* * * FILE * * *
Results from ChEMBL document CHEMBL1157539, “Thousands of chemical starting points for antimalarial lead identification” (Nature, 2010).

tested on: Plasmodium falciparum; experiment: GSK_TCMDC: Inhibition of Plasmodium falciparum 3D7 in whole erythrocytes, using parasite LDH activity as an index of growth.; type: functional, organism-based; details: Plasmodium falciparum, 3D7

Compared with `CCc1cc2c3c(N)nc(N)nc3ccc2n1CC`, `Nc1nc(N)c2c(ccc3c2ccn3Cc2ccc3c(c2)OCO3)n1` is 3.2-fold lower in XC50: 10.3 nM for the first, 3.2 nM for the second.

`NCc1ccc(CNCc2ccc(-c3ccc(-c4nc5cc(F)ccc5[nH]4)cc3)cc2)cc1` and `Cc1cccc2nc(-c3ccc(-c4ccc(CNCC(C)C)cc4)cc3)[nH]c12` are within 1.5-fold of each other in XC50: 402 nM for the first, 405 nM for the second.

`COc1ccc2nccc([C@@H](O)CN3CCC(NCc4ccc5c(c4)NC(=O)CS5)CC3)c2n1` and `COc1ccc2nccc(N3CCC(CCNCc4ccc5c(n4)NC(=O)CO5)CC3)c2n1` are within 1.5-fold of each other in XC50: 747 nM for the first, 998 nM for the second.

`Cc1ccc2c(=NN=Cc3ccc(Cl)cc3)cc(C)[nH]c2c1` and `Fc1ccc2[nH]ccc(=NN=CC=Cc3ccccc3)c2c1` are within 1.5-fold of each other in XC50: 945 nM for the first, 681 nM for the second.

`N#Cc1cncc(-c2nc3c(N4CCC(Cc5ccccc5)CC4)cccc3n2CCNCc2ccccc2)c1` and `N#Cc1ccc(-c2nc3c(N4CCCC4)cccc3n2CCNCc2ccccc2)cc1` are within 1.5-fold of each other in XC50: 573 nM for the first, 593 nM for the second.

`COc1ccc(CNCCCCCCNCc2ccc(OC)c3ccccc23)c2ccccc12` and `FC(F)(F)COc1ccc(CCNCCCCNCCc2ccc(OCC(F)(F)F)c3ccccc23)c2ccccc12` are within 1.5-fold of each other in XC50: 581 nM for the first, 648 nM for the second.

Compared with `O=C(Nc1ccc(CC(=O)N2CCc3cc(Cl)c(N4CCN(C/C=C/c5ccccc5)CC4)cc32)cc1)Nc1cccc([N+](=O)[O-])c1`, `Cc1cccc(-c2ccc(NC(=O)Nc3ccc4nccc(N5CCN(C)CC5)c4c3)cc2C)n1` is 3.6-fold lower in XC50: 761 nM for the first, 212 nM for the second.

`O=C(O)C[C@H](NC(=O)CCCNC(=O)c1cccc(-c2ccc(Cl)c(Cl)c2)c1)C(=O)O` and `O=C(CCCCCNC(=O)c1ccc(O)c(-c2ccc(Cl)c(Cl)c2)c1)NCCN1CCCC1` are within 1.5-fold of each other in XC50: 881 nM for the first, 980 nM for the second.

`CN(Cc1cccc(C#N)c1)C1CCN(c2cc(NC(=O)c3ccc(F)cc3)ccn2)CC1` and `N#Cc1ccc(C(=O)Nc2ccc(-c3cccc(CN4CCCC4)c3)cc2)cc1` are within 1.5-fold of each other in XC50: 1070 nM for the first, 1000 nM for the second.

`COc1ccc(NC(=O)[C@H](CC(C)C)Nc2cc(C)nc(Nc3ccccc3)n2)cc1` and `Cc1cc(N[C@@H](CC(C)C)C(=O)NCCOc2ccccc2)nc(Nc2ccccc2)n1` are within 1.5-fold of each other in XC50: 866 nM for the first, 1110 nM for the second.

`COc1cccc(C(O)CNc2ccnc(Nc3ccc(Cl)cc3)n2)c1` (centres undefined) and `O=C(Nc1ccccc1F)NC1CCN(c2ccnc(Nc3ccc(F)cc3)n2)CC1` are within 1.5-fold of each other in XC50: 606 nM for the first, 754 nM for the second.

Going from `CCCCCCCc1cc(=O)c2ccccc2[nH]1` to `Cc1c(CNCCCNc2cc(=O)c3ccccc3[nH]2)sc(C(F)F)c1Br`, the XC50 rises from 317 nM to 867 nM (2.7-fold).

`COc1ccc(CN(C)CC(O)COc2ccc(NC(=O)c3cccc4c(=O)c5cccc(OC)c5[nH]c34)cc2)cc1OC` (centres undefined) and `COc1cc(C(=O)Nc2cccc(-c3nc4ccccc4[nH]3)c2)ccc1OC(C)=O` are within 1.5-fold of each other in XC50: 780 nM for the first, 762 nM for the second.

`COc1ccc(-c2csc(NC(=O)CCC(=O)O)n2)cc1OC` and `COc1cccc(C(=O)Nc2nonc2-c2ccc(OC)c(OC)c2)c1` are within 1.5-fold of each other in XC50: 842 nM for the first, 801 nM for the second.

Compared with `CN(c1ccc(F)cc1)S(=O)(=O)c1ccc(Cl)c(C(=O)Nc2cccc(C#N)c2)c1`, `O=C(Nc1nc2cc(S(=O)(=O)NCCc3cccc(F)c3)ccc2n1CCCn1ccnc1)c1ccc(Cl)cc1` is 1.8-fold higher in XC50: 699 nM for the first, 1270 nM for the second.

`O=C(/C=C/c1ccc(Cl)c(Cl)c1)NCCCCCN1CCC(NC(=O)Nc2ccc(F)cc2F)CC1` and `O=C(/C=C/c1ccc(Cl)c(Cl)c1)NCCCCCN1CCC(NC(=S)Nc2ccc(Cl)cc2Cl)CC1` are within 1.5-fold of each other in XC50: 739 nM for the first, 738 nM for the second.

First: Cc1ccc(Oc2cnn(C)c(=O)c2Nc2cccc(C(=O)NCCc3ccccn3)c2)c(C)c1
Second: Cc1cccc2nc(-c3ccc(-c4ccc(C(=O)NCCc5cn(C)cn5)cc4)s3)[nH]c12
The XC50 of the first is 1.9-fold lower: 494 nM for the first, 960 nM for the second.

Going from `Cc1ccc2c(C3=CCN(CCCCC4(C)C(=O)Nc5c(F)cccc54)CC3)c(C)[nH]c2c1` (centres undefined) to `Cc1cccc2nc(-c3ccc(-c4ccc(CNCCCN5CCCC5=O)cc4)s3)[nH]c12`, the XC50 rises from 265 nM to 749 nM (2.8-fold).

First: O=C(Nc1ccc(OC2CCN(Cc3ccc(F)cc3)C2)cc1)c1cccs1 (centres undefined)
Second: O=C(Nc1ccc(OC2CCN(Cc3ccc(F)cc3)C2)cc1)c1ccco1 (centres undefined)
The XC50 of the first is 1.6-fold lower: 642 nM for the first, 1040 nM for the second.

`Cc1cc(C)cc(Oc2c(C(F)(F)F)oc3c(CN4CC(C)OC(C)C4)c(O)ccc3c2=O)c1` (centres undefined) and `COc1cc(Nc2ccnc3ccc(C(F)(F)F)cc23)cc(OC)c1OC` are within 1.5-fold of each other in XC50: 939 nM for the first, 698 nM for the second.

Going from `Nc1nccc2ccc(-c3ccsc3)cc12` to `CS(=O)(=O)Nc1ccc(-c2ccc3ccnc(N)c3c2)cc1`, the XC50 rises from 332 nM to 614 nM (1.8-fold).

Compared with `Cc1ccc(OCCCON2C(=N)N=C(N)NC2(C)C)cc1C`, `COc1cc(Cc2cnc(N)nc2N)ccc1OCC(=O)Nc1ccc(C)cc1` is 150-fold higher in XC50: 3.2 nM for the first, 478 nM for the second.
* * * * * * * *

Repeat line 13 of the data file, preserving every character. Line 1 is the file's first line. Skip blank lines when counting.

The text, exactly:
`COc1cccc(C(O)CNc2ccnc(Nc3ccc(Cl)cc3)n2)c1` (centres undefined) and `O=C(Nc1ccccc1F)NC1CCN(c2ccnc(Nc3ccc(F)cc3)n2)CC1` are within 1.5-fold of each other in XC50: 606 nM for the first, 754 nM for the second.